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The South Pole Wall: 100 Million Billion Stars Are Located Hiding in the Milky Way

Astronomers recently discovered Nyx, a dwarf galaxy found making its way toward the center of the Milky Way, revealing a history of merging stellar bodies. Scientists are now report hidden new galaxies hiding in the Milky Way known as the South Pole Wall. (Photo : Downloaded From South Pole Wall official website ) The Milky…

Astronomers recently discovered Nyx, a dwarf galaxy discovered making its way toward the center of this Milky Way, revealing a history of merging stellar bodies. Scientists are now report hidden new galaxies hiding in the Milky Way known as the South Pole Wall.

The South Pole Wall: 100 Million Billion Stars are Found Hiding in the Milky Way

(Photo: Downloaded From South Pole Wall official website )

The Milky Way Galaxy is based on our star the Sun in which planets, dust, and other area objects are bound together through gravitational forces. The spiral galaxy comprises up to 100 billion stars.

Missions like this Global Astrometric Interferometer for Astrophysics (Gaia) from the European Space Agency has been running for at least six years to create an exact three-dimensional map of the entire Milky Way. The technology of today permits experts to detect bodies .

Seeing the galaxy was possible with missions like Gaia, NASA’s Hubble Space Telescope, the Wisconsin H-Alpha Mapper (WHAM) in Chile, and many more. Astronomers are expecting the launch of the James Webb Space Telescope into space where it will’hunt for the formation of the galaxies, as well as look dust could now, where stars and planetary systems are forming,’ according to NASA.

On July 10, cosmographers printed a report at The Astrophysical Journal of some new hidden collection of galaxies located in the Milky Way called the South Pole Wall. The massive assembly was found by them as cosmographers developed new approaches to detect and map astral bodies never seen.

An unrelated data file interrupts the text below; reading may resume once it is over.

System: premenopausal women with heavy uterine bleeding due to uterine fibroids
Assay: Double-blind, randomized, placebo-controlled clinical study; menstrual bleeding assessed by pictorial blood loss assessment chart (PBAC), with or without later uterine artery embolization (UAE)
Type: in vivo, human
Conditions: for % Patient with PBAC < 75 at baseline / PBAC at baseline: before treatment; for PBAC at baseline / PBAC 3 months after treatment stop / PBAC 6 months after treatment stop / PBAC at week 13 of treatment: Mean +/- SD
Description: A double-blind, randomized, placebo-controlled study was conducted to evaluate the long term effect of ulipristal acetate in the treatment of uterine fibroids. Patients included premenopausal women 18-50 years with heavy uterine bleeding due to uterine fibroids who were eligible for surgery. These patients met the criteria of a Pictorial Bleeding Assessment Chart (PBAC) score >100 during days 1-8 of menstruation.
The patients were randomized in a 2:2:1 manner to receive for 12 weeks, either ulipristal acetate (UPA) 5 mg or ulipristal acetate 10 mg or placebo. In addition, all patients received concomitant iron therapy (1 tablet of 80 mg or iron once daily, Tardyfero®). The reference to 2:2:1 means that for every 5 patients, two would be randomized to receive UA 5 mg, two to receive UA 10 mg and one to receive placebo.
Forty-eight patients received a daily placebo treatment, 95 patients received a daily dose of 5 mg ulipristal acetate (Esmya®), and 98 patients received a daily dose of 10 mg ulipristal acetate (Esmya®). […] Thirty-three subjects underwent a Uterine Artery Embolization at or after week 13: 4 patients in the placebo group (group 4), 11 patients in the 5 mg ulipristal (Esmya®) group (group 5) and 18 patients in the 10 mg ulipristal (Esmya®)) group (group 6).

The South Pole Wall measures about 1.4 billion light-years across the entire selection of planets and stars that remained in hiding until now. The giant wall has been observed to be coincidental with Earth’s south west pole that the team compared’to the Sloan Great Wall in half of the space’ and is located opposite of those Shapley Supercluster.

Hidden in the Milky Way

The discovery was first made by Daniel Pomarède in Paris-Saclay University along with R. Brent Tully and a group from the University of Hawaii. Pomarède shared,’One may wonder how such a structure that is not-so-distant and big stayed unnoticed.’

‘This is a result of its location in a region of the sky which hasn’t been completely researched, and where immediate observations have been hindered by foreground patches of galactic clouds and dust,’ Pomarède continued. ‘We have discovered it due to its gravitational influence, imprinted in a sample of galaxies’ velocities.’

One deterrent to their observations that the South Pole Wall’s place behind the Chamaeleon cloud complex. The region includes absorption nebulas which are compact enough to maintain the light of the new collection of galaxies or II dim clouds, and Chamaeleon I, II.

Read Also: Evidence of Stars Born Elsewhere Suddenly Merged With the Milky Way

100 Million Billion Stars

To map what the cosmographers could not see, they gathered data from prior surveys, measured their motion away from Earth and the surrounding gravitational forces, subsequently created a 2D and 3D map. Their outcome was a colossal structure of entire galaxies grouped together amounting to about 100 million billion stars.

It remains a mystery what the South Pole Wall would look like when the dark clouds have been removed in front of it or what all that special matter really contains. The educated guess the team is hundreds of thousands of galaxies filled with stars and planets not yet been discovered.

Read Additionally: NASA Hubble Space Telescope Detects Galaxy Moving Away From Earth in 3 Million Miles Per Hour

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